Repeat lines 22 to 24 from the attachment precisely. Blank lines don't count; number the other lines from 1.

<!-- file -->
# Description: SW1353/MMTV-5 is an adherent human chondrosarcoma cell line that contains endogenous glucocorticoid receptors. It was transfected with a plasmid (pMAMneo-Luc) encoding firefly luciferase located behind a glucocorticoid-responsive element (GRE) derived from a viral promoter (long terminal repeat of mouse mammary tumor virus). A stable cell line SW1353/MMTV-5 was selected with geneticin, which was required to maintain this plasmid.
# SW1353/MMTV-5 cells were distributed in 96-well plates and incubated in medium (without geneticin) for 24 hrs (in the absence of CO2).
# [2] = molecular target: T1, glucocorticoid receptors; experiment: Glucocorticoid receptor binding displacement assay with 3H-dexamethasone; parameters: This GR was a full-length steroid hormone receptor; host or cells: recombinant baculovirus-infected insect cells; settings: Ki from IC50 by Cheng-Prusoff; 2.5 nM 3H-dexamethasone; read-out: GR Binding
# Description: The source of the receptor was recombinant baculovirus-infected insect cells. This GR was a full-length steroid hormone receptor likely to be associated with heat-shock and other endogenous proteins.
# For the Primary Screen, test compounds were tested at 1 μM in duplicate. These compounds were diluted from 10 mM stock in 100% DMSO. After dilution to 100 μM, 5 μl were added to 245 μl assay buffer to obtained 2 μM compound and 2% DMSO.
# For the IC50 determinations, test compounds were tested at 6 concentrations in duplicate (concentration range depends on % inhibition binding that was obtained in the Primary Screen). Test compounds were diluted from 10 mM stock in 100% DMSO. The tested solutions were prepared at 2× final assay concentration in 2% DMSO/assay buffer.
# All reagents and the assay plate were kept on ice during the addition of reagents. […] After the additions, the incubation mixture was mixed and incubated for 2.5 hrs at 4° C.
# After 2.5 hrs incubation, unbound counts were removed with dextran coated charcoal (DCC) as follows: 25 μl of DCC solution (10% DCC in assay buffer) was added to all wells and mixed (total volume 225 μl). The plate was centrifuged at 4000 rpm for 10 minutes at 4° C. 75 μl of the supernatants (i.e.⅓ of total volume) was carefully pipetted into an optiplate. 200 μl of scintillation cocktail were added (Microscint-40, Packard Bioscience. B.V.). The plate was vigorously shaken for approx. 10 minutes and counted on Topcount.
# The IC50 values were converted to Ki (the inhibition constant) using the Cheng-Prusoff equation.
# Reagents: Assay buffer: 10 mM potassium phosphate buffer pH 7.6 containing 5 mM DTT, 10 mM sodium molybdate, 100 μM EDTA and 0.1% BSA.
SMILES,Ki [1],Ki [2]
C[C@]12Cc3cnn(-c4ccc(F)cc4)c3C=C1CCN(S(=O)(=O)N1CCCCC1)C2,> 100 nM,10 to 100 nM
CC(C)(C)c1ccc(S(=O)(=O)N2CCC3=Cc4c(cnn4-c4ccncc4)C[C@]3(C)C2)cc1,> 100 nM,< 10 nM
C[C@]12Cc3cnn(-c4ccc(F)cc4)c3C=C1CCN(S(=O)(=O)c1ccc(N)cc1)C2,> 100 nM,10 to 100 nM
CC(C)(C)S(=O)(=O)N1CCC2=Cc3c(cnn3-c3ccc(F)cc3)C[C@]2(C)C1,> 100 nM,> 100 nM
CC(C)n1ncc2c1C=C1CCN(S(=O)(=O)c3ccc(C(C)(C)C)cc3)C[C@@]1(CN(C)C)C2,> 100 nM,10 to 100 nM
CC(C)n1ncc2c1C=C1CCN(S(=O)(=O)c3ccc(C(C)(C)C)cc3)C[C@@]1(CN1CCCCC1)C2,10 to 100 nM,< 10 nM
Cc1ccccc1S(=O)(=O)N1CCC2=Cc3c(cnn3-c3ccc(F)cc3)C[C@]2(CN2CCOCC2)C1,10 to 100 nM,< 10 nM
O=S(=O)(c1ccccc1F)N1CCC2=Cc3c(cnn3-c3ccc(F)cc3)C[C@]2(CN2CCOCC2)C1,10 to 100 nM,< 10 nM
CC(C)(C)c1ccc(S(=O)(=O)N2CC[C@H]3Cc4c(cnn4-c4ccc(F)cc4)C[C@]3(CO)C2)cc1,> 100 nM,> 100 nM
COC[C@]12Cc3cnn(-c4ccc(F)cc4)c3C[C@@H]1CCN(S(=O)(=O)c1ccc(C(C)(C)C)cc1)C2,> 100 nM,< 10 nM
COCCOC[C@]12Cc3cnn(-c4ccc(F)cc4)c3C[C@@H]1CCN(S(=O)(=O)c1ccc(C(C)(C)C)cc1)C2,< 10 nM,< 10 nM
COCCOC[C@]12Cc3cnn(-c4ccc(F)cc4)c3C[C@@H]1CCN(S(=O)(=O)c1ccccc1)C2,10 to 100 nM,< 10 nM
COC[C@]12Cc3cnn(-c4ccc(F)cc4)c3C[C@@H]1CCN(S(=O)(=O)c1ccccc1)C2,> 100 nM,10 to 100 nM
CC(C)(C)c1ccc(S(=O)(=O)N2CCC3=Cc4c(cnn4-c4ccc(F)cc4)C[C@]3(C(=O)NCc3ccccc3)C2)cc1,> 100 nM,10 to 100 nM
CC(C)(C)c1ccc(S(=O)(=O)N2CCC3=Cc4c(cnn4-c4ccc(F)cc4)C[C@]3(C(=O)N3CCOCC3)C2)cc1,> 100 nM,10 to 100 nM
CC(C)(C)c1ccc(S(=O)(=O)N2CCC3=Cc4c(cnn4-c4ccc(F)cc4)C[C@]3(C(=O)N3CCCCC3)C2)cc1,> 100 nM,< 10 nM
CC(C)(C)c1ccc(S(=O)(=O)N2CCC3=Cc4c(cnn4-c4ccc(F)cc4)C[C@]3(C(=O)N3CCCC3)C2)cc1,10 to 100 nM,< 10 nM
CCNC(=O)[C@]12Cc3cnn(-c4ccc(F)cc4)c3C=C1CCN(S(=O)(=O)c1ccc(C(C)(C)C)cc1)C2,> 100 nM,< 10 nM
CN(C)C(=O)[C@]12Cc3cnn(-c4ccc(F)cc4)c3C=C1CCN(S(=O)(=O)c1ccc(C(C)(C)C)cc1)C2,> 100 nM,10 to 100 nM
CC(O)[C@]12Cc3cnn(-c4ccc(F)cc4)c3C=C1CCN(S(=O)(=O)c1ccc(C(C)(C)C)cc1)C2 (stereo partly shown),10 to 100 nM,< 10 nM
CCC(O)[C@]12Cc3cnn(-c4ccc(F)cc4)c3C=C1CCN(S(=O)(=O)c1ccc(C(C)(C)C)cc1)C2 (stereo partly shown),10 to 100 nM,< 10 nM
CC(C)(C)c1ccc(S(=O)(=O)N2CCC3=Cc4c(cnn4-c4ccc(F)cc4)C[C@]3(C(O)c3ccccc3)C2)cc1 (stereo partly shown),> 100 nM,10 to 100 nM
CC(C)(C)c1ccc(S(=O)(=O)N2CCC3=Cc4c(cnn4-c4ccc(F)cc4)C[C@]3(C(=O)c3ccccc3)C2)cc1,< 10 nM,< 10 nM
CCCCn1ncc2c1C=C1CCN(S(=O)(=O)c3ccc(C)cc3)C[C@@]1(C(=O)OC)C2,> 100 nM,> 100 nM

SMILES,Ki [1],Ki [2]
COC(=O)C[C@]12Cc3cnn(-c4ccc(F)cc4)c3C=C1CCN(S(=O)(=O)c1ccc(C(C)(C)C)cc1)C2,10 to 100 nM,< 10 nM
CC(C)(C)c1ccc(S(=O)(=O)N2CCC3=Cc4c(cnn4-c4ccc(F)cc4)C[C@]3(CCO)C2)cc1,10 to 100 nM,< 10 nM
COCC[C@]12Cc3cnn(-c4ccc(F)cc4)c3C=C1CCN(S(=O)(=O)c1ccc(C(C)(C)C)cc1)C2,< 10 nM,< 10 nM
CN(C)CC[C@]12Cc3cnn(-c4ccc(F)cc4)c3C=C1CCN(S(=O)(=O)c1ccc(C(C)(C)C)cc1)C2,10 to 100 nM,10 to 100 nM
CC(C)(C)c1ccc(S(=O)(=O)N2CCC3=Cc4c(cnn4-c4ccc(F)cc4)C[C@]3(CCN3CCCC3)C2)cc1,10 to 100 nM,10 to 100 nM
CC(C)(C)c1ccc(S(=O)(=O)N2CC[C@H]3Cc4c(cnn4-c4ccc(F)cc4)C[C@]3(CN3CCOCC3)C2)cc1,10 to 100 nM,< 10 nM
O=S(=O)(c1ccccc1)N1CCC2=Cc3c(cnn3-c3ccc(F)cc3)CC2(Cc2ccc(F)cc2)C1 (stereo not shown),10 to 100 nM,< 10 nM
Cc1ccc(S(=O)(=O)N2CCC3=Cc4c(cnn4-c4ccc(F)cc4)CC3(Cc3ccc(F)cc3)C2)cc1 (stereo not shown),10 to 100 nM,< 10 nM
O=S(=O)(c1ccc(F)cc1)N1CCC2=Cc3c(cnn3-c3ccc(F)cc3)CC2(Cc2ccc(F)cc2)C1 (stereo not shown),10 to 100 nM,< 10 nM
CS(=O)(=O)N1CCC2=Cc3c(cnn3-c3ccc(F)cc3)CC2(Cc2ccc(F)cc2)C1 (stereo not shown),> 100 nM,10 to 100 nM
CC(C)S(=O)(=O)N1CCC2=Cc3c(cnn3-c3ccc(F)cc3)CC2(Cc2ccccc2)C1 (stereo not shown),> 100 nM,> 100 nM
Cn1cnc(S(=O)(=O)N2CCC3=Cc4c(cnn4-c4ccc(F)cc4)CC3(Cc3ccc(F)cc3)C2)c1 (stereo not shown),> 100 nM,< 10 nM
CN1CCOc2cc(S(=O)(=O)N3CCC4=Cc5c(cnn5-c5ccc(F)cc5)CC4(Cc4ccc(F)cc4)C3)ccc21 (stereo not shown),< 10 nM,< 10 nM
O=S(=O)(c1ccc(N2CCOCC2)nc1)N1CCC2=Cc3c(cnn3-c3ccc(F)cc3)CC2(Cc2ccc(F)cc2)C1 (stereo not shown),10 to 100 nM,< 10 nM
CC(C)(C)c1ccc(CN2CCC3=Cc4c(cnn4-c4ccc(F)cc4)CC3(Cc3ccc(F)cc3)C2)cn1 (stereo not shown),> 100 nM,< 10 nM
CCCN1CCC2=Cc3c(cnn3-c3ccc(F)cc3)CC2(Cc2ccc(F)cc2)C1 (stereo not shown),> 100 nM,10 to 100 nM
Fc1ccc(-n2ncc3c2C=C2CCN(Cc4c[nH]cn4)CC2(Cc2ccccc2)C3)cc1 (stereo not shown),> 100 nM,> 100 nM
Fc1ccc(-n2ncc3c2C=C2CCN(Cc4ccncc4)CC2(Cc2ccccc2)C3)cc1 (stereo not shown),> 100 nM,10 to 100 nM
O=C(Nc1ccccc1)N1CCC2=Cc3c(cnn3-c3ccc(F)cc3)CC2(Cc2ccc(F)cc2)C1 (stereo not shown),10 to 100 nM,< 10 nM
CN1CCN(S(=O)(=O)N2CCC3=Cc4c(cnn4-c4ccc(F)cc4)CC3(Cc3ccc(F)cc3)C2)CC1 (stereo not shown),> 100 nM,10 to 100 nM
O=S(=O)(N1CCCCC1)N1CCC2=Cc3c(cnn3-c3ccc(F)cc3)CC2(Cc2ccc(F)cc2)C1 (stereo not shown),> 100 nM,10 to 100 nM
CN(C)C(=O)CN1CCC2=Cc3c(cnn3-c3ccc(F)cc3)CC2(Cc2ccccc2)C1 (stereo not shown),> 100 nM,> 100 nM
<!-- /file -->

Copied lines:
COCCOC[C@]12Cc3cnn(-c4ccc(F)cc4)c3C[C@@H]1CCN(S(=O)(=O)c1ccc(C(C)(C)C)cc1)C2,< 10 nM,< 10 nM
COCCOC[C@]12Cc3cnn(-c4ccc(F)cc4)c3C[C@@H]1CCN(S(=O)(=O)c1ccccc1)C2,10 to 100 nM,< 10 nM
COC[C@]12Cc3cnn(-c4ccc(F)cc4)c3C[C@@H]1CCN(S(=O)(=O)c1ccccc1)C2,> 100 nM,10 to 100 nM